Intel has released two versions of its Atom processors aimed at small office and home office storage systems.
The single-core 425 and dual-core 525 chips offer improved performance and better connectivity for backup platforms such as Windows Home Server and Linux, the company said.
The chips also offer support for DDR3 SODIMM memory modules, and the 82801 I/O modules.
Intel explained that the chips build on a network-attached storage platform launched in March with the release of the D410 and D510 processor models.
"The versatile Atom processor is at the heart of a growing variety of small, innovative, internet-connected devices," said Dinesh Rao, storage group product line manager at Intel.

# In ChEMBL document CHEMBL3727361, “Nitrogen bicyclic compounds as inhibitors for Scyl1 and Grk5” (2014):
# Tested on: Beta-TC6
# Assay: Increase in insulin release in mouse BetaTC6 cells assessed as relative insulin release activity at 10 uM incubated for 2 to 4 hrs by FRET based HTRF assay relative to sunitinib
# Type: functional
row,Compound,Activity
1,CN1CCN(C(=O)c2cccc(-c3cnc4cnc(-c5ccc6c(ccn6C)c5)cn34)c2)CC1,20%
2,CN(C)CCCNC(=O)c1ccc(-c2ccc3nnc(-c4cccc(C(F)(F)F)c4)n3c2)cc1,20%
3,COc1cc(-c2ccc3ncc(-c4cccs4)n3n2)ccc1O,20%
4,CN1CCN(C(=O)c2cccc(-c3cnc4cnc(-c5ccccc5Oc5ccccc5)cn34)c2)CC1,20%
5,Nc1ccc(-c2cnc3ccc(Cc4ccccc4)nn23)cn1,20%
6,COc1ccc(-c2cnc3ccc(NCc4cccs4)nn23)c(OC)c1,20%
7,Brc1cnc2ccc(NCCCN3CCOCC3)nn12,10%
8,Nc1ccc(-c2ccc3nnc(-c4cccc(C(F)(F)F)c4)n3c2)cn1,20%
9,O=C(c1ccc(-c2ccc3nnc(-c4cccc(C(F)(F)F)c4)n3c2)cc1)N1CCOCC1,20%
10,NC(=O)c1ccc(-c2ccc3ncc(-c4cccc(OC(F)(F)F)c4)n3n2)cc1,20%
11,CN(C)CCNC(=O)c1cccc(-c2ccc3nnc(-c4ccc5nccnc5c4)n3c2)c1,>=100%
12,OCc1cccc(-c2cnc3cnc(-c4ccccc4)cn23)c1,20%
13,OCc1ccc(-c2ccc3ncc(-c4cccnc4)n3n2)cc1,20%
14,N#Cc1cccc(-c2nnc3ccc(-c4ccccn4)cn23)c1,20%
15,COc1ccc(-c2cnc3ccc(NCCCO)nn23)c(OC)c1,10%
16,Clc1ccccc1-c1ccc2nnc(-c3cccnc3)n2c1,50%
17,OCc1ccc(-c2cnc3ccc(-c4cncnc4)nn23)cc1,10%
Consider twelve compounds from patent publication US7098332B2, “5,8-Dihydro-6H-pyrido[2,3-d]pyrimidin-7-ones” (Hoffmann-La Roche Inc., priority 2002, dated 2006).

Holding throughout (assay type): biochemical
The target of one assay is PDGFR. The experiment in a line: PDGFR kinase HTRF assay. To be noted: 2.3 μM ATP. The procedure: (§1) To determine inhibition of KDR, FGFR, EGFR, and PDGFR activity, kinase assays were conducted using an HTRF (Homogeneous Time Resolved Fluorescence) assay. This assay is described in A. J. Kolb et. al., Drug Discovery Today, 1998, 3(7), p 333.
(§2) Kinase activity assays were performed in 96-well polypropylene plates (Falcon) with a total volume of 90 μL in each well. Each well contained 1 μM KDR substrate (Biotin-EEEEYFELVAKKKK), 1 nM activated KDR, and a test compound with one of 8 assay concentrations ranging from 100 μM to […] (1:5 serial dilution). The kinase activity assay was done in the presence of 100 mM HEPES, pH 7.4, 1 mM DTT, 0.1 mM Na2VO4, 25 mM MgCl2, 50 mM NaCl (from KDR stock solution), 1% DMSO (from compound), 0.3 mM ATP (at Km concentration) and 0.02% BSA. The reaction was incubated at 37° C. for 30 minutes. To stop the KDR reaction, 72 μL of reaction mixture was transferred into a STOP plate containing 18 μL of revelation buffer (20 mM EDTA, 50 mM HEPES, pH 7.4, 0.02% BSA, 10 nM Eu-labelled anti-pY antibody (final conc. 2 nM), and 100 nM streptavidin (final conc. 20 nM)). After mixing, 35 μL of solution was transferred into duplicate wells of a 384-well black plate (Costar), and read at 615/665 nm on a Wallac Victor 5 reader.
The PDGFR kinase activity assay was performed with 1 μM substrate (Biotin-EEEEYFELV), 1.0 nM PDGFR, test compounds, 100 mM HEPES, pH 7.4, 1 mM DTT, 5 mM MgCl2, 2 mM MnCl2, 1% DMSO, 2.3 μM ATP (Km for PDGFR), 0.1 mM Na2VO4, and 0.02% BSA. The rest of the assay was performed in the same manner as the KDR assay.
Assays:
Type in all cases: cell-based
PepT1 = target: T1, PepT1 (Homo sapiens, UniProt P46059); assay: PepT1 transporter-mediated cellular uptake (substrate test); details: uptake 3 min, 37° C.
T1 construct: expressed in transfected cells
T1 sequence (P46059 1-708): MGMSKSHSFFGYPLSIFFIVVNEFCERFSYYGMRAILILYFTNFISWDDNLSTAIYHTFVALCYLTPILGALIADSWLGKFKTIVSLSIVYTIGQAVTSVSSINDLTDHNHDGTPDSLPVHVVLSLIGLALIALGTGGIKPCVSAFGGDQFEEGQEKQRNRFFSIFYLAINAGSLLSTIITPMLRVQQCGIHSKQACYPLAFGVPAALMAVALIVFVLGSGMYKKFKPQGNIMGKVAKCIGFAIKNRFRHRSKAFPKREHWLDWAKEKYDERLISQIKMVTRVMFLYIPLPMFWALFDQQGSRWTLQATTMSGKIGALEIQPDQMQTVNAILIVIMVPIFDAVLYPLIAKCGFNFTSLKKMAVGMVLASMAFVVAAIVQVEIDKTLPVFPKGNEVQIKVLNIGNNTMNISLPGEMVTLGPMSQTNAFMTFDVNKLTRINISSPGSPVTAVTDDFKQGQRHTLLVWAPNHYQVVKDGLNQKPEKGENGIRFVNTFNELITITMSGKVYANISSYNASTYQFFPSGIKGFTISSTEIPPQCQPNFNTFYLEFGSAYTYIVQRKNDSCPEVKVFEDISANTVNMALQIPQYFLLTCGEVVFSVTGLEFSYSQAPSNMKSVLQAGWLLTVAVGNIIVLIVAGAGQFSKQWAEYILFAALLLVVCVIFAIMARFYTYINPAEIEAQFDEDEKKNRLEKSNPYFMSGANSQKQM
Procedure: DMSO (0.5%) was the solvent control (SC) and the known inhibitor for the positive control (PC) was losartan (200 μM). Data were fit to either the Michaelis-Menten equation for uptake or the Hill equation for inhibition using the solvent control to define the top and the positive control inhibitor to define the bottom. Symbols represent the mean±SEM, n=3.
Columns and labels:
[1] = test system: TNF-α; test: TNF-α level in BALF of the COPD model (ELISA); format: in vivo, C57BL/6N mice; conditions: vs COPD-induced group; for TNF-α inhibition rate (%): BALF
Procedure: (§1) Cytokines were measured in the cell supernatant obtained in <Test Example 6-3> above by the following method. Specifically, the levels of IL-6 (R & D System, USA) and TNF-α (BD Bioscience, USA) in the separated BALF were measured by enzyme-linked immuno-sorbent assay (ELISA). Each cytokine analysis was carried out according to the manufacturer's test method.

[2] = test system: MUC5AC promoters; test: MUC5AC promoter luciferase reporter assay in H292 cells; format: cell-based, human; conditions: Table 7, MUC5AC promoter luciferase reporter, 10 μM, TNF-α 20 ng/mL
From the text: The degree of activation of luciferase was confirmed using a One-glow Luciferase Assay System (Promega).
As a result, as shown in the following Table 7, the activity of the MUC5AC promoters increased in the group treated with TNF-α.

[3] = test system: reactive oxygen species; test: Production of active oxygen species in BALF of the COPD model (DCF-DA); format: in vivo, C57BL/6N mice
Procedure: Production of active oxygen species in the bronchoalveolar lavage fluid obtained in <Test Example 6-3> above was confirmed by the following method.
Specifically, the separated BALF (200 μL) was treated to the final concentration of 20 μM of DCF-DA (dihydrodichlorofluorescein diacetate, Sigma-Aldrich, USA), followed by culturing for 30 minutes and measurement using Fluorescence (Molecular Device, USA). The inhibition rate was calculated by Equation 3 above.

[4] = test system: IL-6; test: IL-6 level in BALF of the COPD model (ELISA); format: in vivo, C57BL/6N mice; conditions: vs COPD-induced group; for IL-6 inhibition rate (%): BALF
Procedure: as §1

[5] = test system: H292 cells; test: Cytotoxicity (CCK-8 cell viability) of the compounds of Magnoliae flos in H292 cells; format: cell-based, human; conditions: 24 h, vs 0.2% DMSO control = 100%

"This makes it possible for storage vendors to develop low-power appliances that can innocuously sit on a desk or shelf while keeping digital content safe and available anytime, anywhere."
Parks Associates analyst Pietro Macchiarella told V3.co.uk that the move underlines a growth of the Atom platform that he expects to hit 18 million units by 2014.
"Intel has found a way of extending the target market for its Atom chips beyond netbooks," he said. "Mobile processors like the Atom play an important role in increasing the efficiency and affordability of storage devices."
However, Intel may have a new challenger in the semiconductor space. A low-power datacentre processor firm by the name of Smooth-Stone has won $48m (£30) in funding from ARM and Texas Instruments in a bid to break into the market.
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